Argan (T)oil

This poem was inspired by a recent trip to Morocco.

“No act of kindness, no matter how small, is ever wasted.” —Aesop

Morocco is a country characterized

by mixtures.

It touches

both the sparkling, bubbly Mediterranean Sea,

and the sweeping, powerful Atlantic Ocean.

The people speak

an overwhelming, confusing jumble of

French and Arabic.

Its people fall

into roughly two ethnic groups:

the Berbers, the native people, built on tradition;

the Arabs, who now call

Africa—not the Arabian Peninsula—their home.





in the country, there is


of this confusion.

The rural village,


into the hillside and surrounded

by lush foliage, is

Berber through and through.








I reach

The pharmacy, surrounded

By carefully nurtured plants, that houses

All the natural, ancient, Berber remedies.

Inside, I find

The ultimate remedy: argan oil, produced only in Morocco.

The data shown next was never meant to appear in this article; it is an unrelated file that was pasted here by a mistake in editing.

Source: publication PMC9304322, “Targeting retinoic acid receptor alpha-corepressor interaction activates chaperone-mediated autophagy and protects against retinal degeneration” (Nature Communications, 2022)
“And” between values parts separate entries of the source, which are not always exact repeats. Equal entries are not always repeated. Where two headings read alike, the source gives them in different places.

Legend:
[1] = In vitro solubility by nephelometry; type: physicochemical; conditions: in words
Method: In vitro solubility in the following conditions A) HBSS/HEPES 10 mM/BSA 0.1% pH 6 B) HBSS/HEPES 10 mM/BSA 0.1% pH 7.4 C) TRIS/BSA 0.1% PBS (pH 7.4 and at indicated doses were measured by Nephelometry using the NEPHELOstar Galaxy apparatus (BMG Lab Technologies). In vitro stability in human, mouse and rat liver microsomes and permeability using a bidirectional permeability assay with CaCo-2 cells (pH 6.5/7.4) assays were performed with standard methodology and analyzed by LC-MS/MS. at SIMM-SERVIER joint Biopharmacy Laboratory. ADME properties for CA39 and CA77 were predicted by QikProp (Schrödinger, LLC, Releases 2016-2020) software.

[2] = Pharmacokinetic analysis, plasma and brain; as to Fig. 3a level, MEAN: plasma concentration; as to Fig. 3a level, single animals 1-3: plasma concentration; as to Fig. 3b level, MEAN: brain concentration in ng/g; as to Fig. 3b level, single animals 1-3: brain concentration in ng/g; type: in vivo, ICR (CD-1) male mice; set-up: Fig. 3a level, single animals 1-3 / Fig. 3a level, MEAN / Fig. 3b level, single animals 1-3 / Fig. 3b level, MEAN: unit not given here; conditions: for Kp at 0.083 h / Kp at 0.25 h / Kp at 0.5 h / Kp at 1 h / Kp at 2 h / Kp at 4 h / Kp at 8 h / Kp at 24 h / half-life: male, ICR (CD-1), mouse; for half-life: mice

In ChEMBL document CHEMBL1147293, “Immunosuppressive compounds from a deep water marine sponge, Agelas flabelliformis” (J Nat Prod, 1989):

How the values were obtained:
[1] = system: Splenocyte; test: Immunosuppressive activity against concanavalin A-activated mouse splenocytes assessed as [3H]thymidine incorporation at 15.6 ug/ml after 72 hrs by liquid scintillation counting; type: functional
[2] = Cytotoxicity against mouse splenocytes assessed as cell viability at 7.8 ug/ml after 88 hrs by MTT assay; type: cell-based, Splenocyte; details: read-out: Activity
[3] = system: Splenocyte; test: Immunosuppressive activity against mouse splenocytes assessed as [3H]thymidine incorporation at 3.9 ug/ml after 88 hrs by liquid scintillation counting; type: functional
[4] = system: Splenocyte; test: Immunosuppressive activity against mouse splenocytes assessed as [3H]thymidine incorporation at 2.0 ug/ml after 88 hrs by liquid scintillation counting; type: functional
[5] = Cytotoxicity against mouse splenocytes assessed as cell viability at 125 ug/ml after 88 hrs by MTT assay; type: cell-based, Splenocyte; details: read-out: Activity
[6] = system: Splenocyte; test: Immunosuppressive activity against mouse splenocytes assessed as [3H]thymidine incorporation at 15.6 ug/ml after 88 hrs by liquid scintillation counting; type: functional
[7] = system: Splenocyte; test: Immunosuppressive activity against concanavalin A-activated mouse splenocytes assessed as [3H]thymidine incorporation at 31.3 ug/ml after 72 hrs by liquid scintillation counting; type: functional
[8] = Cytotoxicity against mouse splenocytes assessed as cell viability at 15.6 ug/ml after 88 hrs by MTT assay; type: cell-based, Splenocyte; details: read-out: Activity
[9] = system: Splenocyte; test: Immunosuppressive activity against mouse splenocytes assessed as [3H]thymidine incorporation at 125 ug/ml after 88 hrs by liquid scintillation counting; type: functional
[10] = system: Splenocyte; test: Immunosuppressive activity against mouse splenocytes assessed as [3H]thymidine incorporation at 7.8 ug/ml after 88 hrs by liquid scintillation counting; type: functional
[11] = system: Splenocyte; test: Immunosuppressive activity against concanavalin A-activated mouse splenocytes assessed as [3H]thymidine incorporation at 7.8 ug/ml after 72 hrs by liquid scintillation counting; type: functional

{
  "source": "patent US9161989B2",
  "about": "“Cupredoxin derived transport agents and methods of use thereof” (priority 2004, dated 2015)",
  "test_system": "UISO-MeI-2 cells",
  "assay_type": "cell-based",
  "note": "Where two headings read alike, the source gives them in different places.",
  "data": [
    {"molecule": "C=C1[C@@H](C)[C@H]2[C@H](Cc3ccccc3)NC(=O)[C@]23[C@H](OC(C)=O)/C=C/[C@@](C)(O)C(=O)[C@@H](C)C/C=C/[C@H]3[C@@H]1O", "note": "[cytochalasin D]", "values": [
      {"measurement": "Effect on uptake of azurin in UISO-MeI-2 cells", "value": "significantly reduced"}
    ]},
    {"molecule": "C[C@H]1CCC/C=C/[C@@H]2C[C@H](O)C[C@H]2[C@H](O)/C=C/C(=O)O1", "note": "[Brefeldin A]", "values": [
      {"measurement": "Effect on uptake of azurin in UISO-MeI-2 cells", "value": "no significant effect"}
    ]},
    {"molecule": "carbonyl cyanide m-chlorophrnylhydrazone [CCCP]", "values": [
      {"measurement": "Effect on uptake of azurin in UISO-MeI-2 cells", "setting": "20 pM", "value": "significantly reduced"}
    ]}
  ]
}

Argan oil, which can

cure acne,

mend skin,

vitalize hair.

I see

A woman grinding

The seeds of argan fruit, pressing out

The rare and treasured oil.

Her long brown fingers grasp

A wheel that, when turned, presses

The caramel-colored, fingernail-sized seeds beneath it.

I try working

the wheel.

I feel

The solid wood of it.

I sense

The gritty rubbing between the seeds and the wood.

I watch

As nothing is produced—wait!

There it is, something— that drips

Into the pan below.

The raw oil is

a chocolate brown.

My effort only produces

A tiny drop, that slithers

stealthily away.

All those seeds, all that grinding, all that time—and the result is

Barely visible.

How can the Berber woman have such patience?

To work diligently?

To wait?

To see few results?

The woman smiles.

Her face sags

With age, a reminder of how many years

She has performed

This task.

Her eyes twinkle,

As if trying

To tell me a secret.

And then I realize:

Maybe patience is

Not necessary,

But faith:

The promise to oneself that all will end well,

And that all effort

Or deeds

Or good thoughts

Will come to fruition.